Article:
When I was a little girl, I was utterly enamored with Astrid Lindgren’s Pippi Longstocking. She was feisty and strong and yet compassionate, and for a small town girl, she was a fascinating and adventurous character. Of course, when I say little I mean probably around 9 or so. I never knew that she had written these picture books, they had entirely passed me by. Now, for my two and four year olds, The Tomten and The Tomten and the Fox are mainstays in the bedtime story pile.
A tomten is a sort of kindly old troll that keeps watch over a farm, protecting its animals and children (he speaks a language only they can understand). The first book, The Tomten, introduces the little gnome-like man as he makes his rounds on the farm, poetically reassuring the animals that winter would end and it would soon be spring. It is a comforting and gentle story.
In The Tomten and the Fox, it is a cold and silent winter’s night and under the bright stars, a hungry fox creeps onto the farm. As he stealthily makes his way to the henhouse, he is stopped by the sound of tiny footsteps in the snow. It is the tomten, there not only to protect the hens, but to negotiate with the fox, for he is a compassionate creature.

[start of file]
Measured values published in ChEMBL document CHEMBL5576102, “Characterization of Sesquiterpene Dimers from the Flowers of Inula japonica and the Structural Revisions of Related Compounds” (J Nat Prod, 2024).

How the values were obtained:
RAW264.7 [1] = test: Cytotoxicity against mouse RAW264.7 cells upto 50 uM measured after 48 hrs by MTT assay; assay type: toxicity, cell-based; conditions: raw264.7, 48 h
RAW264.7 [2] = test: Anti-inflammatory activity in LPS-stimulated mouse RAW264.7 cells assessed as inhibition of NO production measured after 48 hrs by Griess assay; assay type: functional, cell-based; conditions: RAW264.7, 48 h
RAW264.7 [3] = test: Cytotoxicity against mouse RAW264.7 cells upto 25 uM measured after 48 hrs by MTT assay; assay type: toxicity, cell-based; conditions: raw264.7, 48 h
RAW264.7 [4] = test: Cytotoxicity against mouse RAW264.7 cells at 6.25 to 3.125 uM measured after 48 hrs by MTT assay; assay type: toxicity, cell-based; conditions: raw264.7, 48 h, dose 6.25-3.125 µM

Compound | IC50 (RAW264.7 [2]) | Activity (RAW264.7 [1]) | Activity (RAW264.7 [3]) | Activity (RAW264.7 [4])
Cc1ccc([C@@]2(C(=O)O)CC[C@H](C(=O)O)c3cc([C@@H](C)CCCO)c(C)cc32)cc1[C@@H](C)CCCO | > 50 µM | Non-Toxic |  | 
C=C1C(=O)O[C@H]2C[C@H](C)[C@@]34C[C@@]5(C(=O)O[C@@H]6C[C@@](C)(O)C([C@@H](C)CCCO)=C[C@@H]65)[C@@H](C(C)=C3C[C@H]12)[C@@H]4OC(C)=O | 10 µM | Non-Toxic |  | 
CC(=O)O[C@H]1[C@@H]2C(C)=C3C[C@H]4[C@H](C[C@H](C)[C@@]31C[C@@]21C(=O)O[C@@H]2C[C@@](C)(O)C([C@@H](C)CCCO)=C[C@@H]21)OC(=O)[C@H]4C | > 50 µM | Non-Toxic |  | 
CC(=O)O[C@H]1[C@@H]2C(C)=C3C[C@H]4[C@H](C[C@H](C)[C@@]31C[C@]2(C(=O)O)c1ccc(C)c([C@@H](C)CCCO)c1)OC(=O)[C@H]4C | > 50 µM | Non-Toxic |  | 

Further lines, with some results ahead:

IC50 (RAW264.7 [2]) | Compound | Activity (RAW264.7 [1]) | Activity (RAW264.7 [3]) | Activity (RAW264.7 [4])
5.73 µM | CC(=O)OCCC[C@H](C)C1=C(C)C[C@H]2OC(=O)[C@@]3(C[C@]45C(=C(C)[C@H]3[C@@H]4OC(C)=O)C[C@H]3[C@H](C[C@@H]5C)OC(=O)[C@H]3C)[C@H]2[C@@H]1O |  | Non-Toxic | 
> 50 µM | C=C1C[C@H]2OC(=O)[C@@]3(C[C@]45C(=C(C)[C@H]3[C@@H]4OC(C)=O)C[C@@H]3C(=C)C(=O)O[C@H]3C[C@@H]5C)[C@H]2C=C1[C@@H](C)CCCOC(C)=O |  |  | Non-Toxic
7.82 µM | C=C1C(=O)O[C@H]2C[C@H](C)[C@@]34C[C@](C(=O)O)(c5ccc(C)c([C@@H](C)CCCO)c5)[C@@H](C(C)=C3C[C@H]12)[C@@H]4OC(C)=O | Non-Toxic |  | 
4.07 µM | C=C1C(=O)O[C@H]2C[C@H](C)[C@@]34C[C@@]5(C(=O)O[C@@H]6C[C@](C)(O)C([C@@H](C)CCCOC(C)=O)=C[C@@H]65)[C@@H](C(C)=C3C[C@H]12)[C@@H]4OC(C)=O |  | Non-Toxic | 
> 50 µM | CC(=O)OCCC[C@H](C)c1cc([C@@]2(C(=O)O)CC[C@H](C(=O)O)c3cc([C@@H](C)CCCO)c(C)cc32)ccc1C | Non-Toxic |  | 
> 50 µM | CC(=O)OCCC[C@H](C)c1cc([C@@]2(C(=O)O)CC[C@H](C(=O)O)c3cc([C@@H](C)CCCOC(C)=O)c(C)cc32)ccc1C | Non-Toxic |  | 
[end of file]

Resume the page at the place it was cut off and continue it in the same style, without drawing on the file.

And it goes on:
But an old tomten knows that a fox can be hungry.
“Here you are, eat this porridge!”
Every night the children fill the Tomten’s bowl with porridge. They have never seen him, but they know he is there.
“It’s good, isn’t it? Eat, Reynard, you can share my porridge. Every night if you like. But don’t touch our hens!”
Now of course we don’t live in the cold and snow right now, but we came here from Montana, where the winters were long and the snow was…well, abundant. There is no better book to read to children on a cold winter’s night, snuggled into their warm beds, snow falling outside. I couldn’t help but read it in a hushed voice, and as I would walk down the hall after kissing my son goodnight, I would look out the window at the snow and repeat from the book,
It is a night for foxes and tomtens.